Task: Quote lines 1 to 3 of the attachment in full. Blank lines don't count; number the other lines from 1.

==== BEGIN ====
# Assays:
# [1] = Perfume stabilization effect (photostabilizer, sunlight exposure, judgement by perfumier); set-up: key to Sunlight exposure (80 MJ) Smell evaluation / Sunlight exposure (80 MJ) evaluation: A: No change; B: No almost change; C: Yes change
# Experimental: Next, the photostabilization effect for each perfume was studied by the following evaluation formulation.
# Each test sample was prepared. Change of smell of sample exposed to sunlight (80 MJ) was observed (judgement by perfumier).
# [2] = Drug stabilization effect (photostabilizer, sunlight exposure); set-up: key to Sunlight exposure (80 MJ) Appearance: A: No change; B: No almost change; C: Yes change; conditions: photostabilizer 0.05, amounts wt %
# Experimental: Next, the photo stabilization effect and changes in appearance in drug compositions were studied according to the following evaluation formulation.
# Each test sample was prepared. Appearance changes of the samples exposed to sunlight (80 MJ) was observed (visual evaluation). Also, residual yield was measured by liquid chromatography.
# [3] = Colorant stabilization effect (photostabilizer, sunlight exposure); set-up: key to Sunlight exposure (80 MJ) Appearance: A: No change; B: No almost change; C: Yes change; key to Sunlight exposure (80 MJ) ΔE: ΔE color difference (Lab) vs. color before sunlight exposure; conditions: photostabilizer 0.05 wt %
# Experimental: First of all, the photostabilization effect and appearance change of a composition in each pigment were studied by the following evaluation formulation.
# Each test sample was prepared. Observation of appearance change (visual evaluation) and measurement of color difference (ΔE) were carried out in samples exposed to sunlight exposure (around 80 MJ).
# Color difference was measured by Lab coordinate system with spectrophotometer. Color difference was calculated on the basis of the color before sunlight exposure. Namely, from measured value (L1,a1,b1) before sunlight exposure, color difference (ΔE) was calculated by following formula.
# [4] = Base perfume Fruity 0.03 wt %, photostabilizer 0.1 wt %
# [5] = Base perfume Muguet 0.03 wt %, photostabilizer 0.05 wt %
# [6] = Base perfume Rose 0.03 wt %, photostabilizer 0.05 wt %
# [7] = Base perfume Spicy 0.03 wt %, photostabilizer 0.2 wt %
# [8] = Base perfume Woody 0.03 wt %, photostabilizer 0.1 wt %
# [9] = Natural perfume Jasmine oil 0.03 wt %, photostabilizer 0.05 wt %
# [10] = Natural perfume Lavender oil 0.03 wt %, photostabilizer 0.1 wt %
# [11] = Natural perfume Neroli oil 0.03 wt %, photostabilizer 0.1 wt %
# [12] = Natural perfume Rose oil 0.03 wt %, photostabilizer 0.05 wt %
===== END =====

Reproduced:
# Assays:
# [1] = Perfume stabilization effect (photostabilizer, sunlight exposure, judgement by perfumier); set-up: key to Sunlight exposure (80 MJ) Smell evaluation / Sunlight exposure (80 MJ) evaluation: A: No change; B: No almost change; C: Yes change
# Experimental: Next, the photostabilization effect for each perfume was studied by the following evaluation formulation.